Image Credit: Ramachandra Babu/©Gulf News
Ekrem Imamoglu Image Credit: Ramachandra Babu/©Gulf News

Dubai: After more than 16 years of non-stop electoral victories at every level, Turkish President Recep Tayyip Erdogan has witnessed an urban revolt. Turns out, Turks in the big cities are taking a dim view of the economic situation in the country.

The ruling AK Party’s alarm at losing local elections in the capital Ankara turned to shock as it appeared that a little known candidate of the Kemalist opposition Republican People’s party (CHP) had won the main prize — Istanbul — by a razor-thin majority.

Though a recount is now underway in the mega city following AKP’s objections, and official results are to be announced in the coming few days, it appears that Ekrem Imamoglu has pulled off a surprise victory against AKP heavyweight and former prime minister Binali Yildirim.

Such has been the build-up of admiration and hope about Imamoglu in the Turkish and international anti-Erdogan camp that he is now being seen as a candidate who can run against and defeat Erdogan in presidential elections in 2023.


Erdogan’s political success has rested on years of stellar economic growth in Turkey, but an economic recession that has brought surging inflation and unemployment and a plunging lira currency have taken their toll on his popularity.

Uncertainty generated by the local elections has added to pressure on the lira, which weakened sharply last week as a lack of confidence in the currency among Turks led them to snap up record holdings of dollars and gold.

On the electoral front, Imamoglu’s reconciliatory approach won him many admirers. After both candidates early on April 1 declared victory, he made sure to steer away from provocation.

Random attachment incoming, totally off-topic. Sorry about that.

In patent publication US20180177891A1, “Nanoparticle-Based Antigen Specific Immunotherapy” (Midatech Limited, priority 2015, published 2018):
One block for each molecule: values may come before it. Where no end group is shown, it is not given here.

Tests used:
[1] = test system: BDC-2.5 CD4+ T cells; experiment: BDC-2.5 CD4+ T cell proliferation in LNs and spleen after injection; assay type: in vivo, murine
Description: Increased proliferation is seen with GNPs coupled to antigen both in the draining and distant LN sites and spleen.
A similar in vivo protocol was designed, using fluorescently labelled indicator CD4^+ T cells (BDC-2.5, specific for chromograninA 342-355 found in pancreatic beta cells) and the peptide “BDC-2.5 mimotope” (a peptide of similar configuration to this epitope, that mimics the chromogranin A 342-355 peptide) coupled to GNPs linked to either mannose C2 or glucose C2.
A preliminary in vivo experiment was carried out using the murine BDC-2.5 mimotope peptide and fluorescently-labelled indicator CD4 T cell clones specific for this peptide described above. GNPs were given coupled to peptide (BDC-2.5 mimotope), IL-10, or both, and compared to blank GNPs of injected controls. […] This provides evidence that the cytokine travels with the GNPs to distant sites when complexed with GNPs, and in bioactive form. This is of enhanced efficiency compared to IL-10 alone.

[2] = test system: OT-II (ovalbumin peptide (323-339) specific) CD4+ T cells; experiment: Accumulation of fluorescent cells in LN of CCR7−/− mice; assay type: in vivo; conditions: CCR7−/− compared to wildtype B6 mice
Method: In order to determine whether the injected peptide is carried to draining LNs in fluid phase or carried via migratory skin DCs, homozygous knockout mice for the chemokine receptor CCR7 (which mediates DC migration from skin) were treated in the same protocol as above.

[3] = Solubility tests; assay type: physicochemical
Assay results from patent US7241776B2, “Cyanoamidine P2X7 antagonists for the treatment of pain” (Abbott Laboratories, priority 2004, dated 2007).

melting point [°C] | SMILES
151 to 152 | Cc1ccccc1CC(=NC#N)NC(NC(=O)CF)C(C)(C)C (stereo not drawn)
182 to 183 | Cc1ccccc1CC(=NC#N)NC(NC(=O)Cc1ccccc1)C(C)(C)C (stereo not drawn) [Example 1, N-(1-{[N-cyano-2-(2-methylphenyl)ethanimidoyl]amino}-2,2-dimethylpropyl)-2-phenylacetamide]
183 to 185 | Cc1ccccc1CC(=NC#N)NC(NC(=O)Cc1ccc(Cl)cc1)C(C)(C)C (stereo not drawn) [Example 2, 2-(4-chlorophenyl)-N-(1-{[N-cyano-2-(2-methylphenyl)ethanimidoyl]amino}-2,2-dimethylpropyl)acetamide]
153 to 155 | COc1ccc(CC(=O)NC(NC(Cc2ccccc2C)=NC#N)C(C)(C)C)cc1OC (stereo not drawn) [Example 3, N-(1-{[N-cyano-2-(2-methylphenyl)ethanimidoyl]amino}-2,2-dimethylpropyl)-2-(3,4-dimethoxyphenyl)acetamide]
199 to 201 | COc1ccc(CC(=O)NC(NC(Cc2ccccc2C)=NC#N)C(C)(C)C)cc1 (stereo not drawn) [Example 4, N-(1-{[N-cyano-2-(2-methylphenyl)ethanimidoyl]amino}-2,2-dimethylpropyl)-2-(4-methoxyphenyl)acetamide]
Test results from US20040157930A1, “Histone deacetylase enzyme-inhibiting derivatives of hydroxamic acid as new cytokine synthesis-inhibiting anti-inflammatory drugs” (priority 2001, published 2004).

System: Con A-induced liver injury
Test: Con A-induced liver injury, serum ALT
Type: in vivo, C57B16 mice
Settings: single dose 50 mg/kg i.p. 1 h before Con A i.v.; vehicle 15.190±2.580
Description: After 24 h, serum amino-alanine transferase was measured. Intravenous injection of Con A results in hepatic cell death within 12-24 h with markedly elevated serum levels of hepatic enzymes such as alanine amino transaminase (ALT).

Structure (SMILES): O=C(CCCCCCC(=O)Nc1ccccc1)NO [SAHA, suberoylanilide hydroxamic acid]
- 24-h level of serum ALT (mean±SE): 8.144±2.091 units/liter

Declaring victory later on that day, he also adopted an open, non-confrontationist stance. His supporters see Imamoglu as a man of compromise who is fond of having a common table to discuss problems. His campaign slogan touted his pragmatism: “If there is Imamoglu, there is solution.”

During the campaign, realising that the odds were against him, he said: “The media, especially the state television, is far from being fair … but we have social media which is at least an untouched area for now. Right now my biggest weapon in the field is the 1,000-year-old method of communication by word of mouth.”

Born in 1970 in the Black Sea coastal city of Trabzon in northeast Turkey, Imamoglu studied business administration in Istanbul University and later completed a master’s degree in management.

District Mayor

He worked in the family construction business before entering into local politics a decade ago. He was elected district mayor of Istanbul’s Beylikduzu area in 2014.

He shares one common trait with Erdogan, a love of football. The Turkish leader was a semi-professional player in his youth.

Imamoglu was also an amateur footballer and is still involved with local Trabzonspor team.

Analysts believe Imamoglu was well known as a competent mayor of his middle-class Istanbul district and benefited from his non-ideological approach that didn’t polarise voters.

If he performs well as a mayor, the CHP may be able to expand its voter base in Turkey’s most populous city and the country, with Imamoglu emerging as a national figure.

Throughout election night until the early hours of Monday, Imamoglu kept up a marathon of media briefings to discuss the results.

Throughout the country, the AKP was still the party that bagged the most number of votes, with over 44 per cent; the opposition polled in at just over 30 per cent. But it is in the big cities that the opposition has prevailed — Ankara, Izmir, Antalya, Adana and the jewel in the crown — Istanbul.

There is one aspect that all the opposition’s candidates in these cities share: They were all mayors of districts in these cities, and performed well in the roles.

The secularist, Kemalist opposition in Turkey has often suffered from perceptions that it is elitist and removed from people’s day-to-day reality.

But in Imamoglu — who clearly seems to have touched a chord — it may have found a serious candidate for the highest rungs of leadership in the republic.

There are signs that Imamoglu also entertains ambitions of leading Turkey some day. When asked if the results in the big cities were the beginning of the end for Erdogan and the AKP he said: “Everything comes to an end. Parties, governments, life itself. Erdogan has finished his 17th year in power. There are problems and things we don’t like — but it’s a political success. Of course there will be an end to it one day.”

— With inputs from agencies